“The biggest obstacles are between our ears, what we tell ourselves.”
When you feel like you’ve reached your limits and are about to give up, but a sudden burst of energy propels you forward, there's a word for that. Sisu, a Finnish concept that goes back hundreds of years.
“The phenomenon itself is universal,” says Emilia Lahti, a doctoral student at Aalto University and author of a study on sisu. “Taking a close look at the concept reminds us that, as humans, not only are we all vulnerable in the face of adversity, but we share unexplored inner strength that can be accessed in adverse times.”
Multiple qualities make up sisu, including hardiness, determination, and courage. Lahti compares it to a spare tank of gas that kicks in when you think you’re running on fumes. Sisu is related to a more recent concept in the United States called grit, which is defined by author Angela Duckworth as “a combination of passion and perseverance for a singularly important goal.”
According to the BBC, one of the best examples of sisu in action is Veikka Gustafsson, who in 1993 became the first Finn to climb Mount Everest. Sixteen years later, he became the ninth person in the world to climb all 14 of the world’s tallest mountains without the use of extra oxygen.
Most people aren’t climbing mountains in their day-to-day lives, but they may face challenges that push them to their limits. Sisu helps people tap into their previous adverse experiences as fuel.
“Sisu will help us take the next step — or the first one — but the outcome of that action will depend on how we use it,” Lahti says. “In that sense, sisu can be constructive or it can be destructive.”
According to Lahti’s study, “too much sisu can result in burnout, exhaustion, disconnection, and even create an attitude of mercilessness as the individual imposes his or her own harsh standards on others.”
“We need sisu, but we also need things like benevolence, compassion, and honesty with ourselves.”
Another study, funded by the Academy of Finland, VTT, and the University of Helsinki, also found this negative side of sisu.
“It can make people accept overly difficult challenges, demand too much of themselves and their loved ones, or plough stubbornly onwards in the wrong direction,” according to a release summarizing the study.
The researchers tested people’s sisu using questionnaires, laboratory tests, and physiological measurements. In one experiment, they looked at participants’ biosignals and brain activity while performing demanding tasks or dipping their hands in ice water.
“The individuals who reported feeling the most agitated had sweaty hands and heated brain activity during the test, and also scored highly for harmful sisu,” says VTT senior scientist Johanna Närväinen.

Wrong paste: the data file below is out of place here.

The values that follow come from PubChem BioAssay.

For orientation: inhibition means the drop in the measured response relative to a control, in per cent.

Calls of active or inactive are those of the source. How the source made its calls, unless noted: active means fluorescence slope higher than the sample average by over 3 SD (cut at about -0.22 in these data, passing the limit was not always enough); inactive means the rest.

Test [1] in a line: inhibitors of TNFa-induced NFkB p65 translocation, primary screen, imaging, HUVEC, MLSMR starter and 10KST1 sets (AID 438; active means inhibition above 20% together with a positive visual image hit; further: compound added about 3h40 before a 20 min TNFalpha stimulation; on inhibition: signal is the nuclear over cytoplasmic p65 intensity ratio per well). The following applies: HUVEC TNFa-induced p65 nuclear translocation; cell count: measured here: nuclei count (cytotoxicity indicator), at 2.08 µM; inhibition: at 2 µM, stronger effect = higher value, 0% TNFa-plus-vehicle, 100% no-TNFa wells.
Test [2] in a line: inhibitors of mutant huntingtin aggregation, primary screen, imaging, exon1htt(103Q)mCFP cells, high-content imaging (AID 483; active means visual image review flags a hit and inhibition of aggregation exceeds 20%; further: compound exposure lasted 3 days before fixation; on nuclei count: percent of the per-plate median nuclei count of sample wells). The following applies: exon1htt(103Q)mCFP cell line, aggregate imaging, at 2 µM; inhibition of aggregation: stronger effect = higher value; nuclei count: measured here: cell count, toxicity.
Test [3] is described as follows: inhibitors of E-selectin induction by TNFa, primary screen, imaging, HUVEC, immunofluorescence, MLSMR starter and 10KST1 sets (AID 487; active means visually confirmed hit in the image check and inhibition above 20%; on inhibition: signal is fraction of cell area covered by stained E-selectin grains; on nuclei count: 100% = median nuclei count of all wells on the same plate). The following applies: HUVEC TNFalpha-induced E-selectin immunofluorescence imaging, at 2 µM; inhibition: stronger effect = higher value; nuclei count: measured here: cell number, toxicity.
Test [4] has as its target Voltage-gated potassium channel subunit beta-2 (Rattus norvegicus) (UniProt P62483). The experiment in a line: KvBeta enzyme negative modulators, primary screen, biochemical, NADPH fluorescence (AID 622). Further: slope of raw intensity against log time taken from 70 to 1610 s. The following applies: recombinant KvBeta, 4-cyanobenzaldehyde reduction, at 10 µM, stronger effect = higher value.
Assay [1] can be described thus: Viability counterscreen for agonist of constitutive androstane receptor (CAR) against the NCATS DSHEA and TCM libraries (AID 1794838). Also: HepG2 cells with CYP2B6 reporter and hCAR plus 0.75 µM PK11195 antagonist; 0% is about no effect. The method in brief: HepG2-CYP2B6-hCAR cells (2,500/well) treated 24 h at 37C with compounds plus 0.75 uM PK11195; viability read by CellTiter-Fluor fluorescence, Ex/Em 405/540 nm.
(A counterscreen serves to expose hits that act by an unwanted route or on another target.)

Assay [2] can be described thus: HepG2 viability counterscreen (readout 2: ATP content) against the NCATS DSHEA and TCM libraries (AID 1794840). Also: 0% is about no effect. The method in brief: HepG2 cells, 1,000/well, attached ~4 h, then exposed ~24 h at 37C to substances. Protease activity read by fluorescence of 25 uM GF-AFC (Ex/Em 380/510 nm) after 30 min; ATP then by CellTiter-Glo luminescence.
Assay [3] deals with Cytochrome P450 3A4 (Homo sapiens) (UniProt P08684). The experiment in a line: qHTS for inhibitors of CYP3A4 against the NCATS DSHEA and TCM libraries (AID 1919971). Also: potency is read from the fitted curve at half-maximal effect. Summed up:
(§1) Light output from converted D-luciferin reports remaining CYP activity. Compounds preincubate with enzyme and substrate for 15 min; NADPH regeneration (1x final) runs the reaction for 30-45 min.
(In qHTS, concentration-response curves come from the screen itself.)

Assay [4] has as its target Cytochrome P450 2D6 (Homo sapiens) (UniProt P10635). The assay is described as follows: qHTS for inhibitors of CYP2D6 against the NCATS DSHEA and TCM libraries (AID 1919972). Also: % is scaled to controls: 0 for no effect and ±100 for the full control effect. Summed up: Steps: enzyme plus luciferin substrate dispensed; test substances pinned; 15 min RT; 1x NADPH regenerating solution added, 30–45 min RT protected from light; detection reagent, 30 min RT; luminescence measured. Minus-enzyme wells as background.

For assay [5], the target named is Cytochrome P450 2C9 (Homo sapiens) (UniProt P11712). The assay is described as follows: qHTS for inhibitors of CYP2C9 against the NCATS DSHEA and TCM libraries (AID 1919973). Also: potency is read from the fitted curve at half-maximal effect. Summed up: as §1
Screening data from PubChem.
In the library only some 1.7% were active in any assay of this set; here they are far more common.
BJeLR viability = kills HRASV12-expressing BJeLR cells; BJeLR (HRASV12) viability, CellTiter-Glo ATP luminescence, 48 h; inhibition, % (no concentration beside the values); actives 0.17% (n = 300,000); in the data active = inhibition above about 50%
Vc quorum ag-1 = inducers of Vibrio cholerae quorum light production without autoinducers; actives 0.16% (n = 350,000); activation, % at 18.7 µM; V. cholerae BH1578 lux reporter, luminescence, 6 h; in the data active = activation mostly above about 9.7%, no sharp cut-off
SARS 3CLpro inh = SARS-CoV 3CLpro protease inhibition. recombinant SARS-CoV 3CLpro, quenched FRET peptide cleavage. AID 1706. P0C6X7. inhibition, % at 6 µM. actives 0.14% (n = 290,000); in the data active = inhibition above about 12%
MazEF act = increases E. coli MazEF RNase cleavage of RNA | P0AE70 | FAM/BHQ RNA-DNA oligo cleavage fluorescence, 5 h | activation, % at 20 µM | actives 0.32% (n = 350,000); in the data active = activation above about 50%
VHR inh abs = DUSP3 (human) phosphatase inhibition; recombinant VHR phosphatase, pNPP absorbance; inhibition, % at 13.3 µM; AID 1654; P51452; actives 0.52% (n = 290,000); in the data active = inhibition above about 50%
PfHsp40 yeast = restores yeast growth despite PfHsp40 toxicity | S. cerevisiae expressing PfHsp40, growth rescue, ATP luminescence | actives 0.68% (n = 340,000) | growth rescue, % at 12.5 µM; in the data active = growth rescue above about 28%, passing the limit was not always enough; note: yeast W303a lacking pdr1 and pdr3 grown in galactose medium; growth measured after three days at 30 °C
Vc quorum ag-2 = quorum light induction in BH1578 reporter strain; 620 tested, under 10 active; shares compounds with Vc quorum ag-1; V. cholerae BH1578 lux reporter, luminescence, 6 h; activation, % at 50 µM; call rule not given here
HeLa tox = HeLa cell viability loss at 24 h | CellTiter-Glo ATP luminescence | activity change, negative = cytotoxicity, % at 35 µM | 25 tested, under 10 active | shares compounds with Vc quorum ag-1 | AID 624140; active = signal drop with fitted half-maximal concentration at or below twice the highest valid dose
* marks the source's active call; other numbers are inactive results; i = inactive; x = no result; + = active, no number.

So while sisu can help people accomplish amazing things, it needs to be accompanied by other qualities.
“We need sisu, but we also need things like benevolence, compassion, and honesty with ourselves,” Lahti says, who added that sisu is a tool people must learn to master.
So the next time you find yourself facing a great challenge that seems too difficult to overcome, keep the concept of sisu in mind, but also remember that some of our greatest battles are within.
As Gustafsson puts it, “The biggest obstacles are between our ears, what we tell ourselves.”
In the Nordic country of Finland, a cultural construct known as sisu has been used for centuries to describe the enigmatic power that enables individuals to push through unbearable challenges. Sisu, however, lacks a direct translation and the construct has remained poorly defined and understudied. This article seeks to answer the question “What is sisu?” through the thematic analysis of two sets of qualitative data (n = 500 and n = 569) that were collected as part of a survey (N = 1,208) among a sample group of primarily Finnish respondents. The most prominent part of the conceptual core of sisu is the ability to surpass one’s preconceived limitations by accessing stored-up energy reserves. Sisu is invoked by adversity and is more about finding energy in the moment than about long-term endurance, goal-setting and achievement. Instead of being about conscious willing or mental fortitude, it implies a strength that is connected to the visceral and somatic dimension of human endurance. I propose that sisu points to a universal phenomenon of latent energy in the human system, lends it a name and contributes toward a more culturally rich conversation on the human experience of overcoming adversity across life challenges.